While DNA had been collected from the rape kit, a match to a perpetrator had never happened.
Then 11 years after her attack, a long-awaited break in the case.
"That rape kit is what solved this case," said O'Leary.
A Waterbury man was arrested for unlawfully restraining a 21-year-old co-worker. That man turned out to be from a prominent family in the community: husband and father John Regan.
A test of his DNA soon proved he was a match. And even more shocking, Regan was a longtime friend of Donna and her husband John.
"He had grown up with my husband since kindergarten, they had played football together in college, he was in my husband's circle of friends," said Donna. "It just was unthinkable. It was awful."
Even more unthinkable for Donna, John Regan was released on bond for a year.
"I didn't know if he was going to come back and kill me as he had threatened to that night, or if my husband would find him and kill him," said Donna.
While out, Regan attempted to kidnap a 17-year-old girl on school grounds in Saratoga Springs, New York. Thankfully the girl got away.
The girl's coach saw the attempted abduction and heard her scream for help. Regan then fled in his van. The coach followed, calling 911, which led to Regan's arrest.
"He was definitely getting more aggressive," said Donna. "The van that he was driving was taken into evidence, and there was a noose, slipknots, a syringe, sedative, pictures of former victims and victims he had been stalking in Connecticut and in Saratoga."
Regan was sentenced to 12 years for the attempted kidnapping in New York.
And back in Connecticut, Regan was sentenced to 15 years to run concurrently for Donna's kidnapping and the stalking and unlawful restraint of his 21-year-old coworker.
Unfortunately, Regan could only be charged with Donna's kidnapping and not her rape because the statute of limitations had run out seven years before.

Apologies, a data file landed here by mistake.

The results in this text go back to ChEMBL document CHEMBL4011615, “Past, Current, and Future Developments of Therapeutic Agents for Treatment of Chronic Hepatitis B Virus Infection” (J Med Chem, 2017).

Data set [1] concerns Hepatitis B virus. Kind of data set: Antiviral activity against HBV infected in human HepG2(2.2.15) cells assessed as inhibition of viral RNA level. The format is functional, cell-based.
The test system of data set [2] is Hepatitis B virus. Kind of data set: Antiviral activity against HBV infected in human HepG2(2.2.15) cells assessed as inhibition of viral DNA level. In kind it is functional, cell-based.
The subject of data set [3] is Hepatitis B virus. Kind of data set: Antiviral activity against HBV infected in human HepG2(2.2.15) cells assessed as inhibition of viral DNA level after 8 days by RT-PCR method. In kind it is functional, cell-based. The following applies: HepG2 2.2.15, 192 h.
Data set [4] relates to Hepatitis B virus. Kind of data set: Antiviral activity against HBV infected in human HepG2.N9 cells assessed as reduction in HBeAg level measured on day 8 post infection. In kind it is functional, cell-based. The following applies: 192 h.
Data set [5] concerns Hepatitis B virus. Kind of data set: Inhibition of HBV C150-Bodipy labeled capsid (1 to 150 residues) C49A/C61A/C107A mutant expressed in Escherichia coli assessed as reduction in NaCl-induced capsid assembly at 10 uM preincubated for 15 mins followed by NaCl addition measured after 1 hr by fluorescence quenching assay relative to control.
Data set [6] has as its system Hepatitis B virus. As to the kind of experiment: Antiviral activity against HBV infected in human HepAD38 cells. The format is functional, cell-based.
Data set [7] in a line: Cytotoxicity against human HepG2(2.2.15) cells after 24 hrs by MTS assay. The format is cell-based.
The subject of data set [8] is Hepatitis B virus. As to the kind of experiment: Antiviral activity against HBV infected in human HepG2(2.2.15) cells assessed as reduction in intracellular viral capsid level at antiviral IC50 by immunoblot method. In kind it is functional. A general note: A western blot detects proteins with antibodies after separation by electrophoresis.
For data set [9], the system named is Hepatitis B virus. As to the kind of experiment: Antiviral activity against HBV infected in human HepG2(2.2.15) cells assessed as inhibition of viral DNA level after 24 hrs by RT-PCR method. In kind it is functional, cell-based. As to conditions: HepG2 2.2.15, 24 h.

Even though her attacker was behind bars and the fight against the Waterbury Police Department was behind her, Donna's work wasn't close to being done.
Passionate about helping others, she started the non-profit organization Jane Doe No More.
"I was 'Jane Doe' in the medical reports and newspaper articles," said Donna. "I think society as a whole needs to realize that each victim has a name and a face and a voice, and they deserve to be able to feel safe."
Donna wanted to be Jane Doe no more. She wanted that for other victims too. The organization works with individuals, schools, law enforcement and soon, hospitals, with one mission in mind:
"To improve the way society responds to victims of sexual violence through education, awareness, advocacy and support," said Donna.
Wanting to learn how to protect myself in a dangerous situation, I took part in their popular self-defense workshop, which has trained more than 3,000 women, women from all walks of life. Some had personal experiences with being victims and survivors.
"I was actually kidnapped right from a residential road in broad daylight a block and a half from my house," said survivor and self-defense instructor Tracy Digiovancarlo.
"The crimes of sexual violence are one of someone taking control over you against your will," said Donna. "By empowering yourself with learning skills, you're taking back some of that control."
Donna made changes on both the local and state levels.
"I couldn't imagine another victim going through what I had," said Donna. "I thought, 'This is so wrong, policies and procedures need to change.'"
In the Waterbury Police Department there has been a complete overhaul of the policies and procedures when dealing with sexual assault investigations.
And she got important Connecticut state legislation passed for removing the statute of limitations in sexual assault crimes involving DNA evidence.
"She's probably one of the most incredible women I've ever met in my life, and she continues to fight for the rights of sexual assault victims, and I think that says it all very clearly," said O'Leary.
And what is Donna's message to sexual assault victims?
"You are not alone. This is not your fault and you can still come forward and be believed," said Donna.